Ever wished there were more hours in the day to study in our Library? Well, this is a reminder to all those students completing their dissertations and assignments, and starting to revise for exams, the Library is still open 24-7 until 15th May.
Have you ever wondered how to make referencing a a whole lot easier? Refworks is an online bibliographic tool that organises and then formats your references and all it takes is a few moments to set up an account – see below for a quick tutorial. Plus the University of Lincoln’s version of Refworks has a full range of referencing styles which also incorporates our very own Harvard Referencing guide:
How do you learn new words and especially use academic language suited to a university? Expanding your vocabulary can make writing assignments easier and more enjoyable. Here are a couple of tips:
- Firstly it is important to read as extensively as you can; absorb the language used in a scholarly journal article. Get into the ideas the author (s) is expressing and learn how to convey an academic argument.
- When searching a scholarly database like Science Direct take note of the language used and how the paper is written. Investigate the themes and how they are threaded together to deliver a convincing argument, or not (!).
- Buy a good quality dictionary and an extensive thesaurus to identify synonyms and antonyms. Remember to always keep them at your side when you are drafting your assignments.
- Read a quality newspaper like the Guardian or Independent regularly. Newspapers are subsidised at the SU shop in the Main Building.
- For the slightly more ambitious reader fine literature penned from literary masters like Donne, Faulkner, Montaigne, Tolstoy, Zola or Flaubert to name just a few would be worth delving into, and get inspired to write more fluently.
- For anyone interested in the power of the written word it is certainly worth regularly visiting Maria Popova’s well-crafted Brain Pickings blog and particularly her piece on Kurt Vonnegut called ‘How to Write with Style: Kurt Vonnegut’s 8 Keys to the Power of the Written Word‘.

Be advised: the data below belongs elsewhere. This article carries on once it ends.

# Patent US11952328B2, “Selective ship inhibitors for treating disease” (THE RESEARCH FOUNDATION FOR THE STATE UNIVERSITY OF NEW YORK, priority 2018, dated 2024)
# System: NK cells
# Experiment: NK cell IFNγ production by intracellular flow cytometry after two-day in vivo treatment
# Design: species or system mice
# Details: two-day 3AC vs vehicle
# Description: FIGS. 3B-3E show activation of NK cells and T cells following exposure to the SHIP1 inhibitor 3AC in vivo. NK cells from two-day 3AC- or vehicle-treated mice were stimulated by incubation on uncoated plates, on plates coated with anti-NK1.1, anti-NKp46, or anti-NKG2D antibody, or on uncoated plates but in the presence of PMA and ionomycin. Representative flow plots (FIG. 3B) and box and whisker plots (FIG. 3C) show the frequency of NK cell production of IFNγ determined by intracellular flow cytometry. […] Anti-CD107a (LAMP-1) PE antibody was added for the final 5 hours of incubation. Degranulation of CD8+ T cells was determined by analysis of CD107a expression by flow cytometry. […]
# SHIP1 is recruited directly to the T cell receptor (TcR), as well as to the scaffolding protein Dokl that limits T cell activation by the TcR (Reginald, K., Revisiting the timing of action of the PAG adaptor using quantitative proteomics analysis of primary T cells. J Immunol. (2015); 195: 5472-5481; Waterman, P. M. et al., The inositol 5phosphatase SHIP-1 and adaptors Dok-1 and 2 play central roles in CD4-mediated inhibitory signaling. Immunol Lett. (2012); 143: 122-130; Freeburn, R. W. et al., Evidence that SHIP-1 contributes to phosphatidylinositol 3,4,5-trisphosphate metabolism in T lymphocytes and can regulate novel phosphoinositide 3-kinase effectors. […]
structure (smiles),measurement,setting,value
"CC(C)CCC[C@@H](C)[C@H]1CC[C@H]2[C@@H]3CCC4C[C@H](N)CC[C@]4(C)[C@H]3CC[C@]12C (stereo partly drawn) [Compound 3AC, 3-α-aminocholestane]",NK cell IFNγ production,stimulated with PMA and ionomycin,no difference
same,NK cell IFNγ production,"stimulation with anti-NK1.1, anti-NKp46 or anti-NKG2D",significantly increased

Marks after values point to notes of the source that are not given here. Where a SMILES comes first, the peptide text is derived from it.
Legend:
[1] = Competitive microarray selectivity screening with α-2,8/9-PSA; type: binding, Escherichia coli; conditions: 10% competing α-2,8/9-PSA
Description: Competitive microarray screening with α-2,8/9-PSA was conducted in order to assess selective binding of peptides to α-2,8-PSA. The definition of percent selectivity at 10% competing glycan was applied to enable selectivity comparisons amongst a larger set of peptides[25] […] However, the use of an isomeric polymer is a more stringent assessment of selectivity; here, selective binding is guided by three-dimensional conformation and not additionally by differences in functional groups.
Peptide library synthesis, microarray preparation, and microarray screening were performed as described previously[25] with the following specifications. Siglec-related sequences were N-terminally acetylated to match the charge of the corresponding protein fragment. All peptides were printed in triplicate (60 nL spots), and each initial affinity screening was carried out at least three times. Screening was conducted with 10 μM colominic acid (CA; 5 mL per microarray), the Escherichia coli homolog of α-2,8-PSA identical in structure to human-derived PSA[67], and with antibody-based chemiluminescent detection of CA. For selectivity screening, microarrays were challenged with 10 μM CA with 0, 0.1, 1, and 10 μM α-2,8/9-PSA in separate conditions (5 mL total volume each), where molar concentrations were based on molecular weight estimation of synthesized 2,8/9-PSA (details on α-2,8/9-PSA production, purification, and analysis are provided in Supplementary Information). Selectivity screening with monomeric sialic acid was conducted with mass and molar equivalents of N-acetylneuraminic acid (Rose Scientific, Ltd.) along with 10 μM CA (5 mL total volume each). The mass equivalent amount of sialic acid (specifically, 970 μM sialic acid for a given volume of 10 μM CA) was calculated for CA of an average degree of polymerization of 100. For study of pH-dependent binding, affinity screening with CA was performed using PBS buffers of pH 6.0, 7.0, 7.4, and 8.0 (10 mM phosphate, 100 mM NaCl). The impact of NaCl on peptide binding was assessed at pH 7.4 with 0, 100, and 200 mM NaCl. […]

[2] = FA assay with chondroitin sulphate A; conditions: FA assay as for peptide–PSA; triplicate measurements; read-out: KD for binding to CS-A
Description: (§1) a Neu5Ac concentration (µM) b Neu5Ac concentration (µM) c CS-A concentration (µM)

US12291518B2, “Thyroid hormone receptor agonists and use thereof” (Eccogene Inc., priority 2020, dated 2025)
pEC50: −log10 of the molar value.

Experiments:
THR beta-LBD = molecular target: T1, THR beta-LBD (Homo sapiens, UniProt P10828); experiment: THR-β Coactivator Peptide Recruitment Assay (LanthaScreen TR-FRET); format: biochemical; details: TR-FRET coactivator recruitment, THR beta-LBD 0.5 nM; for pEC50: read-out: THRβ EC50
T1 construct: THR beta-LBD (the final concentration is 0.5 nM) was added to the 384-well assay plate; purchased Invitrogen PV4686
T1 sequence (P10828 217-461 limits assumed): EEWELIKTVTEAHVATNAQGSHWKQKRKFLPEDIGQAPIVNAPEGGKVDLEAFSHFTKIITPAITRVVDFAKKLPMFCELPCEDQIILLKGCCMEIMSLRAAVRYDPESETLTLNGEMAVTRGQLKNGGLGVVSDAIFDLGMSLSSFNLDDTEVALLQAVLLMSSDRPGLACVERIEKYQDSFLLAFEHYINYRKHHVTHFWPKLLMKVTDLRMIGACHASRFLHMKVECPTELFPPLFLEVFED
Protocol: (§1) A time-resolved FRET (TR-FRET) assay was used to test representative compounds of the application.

screenshot of the most renowned thesaurus available….
Daren will support…Accountancy and Finance, Advertising and Marketing, Economics, Events Management, International Business, Languages, Tourism, Lincoln College.
Martin will support…Business, Business & Management, Management, MBA, Professional Development, North Lindsey.
Both Daren and Martin will continue to work closely together as they remain part-time. A range of libguides will shortly be published to support these various subjects.
Several new books and additional copies have arrived in the Library to support Business School students. I add them to a talis reading list which is a tab on this blog (see below) and includes the past three months of recent additions. If you would like any more books then please visit our More Books page.
As part of the transfer process of Martin and I splitting subject support on the 1st June we have discontinued the firstname.lastname@example.org email. If anyone wants to contact us please email email@example.com for Daren Mansfield or firstname.lastname@example.org for Martin Osborne. We continue to share our subject support until the transfer date when we take on separate subjects within the Business School.
Josh Zhang has recently started at the Library as the International Coordinator having completed an MSc Computing Science at the University. His first job will be to identify the library needs of international students in order to enhance our services and strengthen our library community. Josh will be visiting seminars to say hello during Semester B.
I was so impressed by Gary Ramsden’s fluently structured PhD thesis that I regularly recommend it to students as an example of good academic writing. Students can visit the core collection in the Library to use the thesis as a valued resource as an example of a well written, well argued, thorough critique. Each paragraph clearly argues a viewpoint, discusses it, summarizes and looks ahead to the next theme or discussion point. For me, it demonstrates that Gary knows his subject inside and out, and is able to persuasively express himself without hesitation as a result.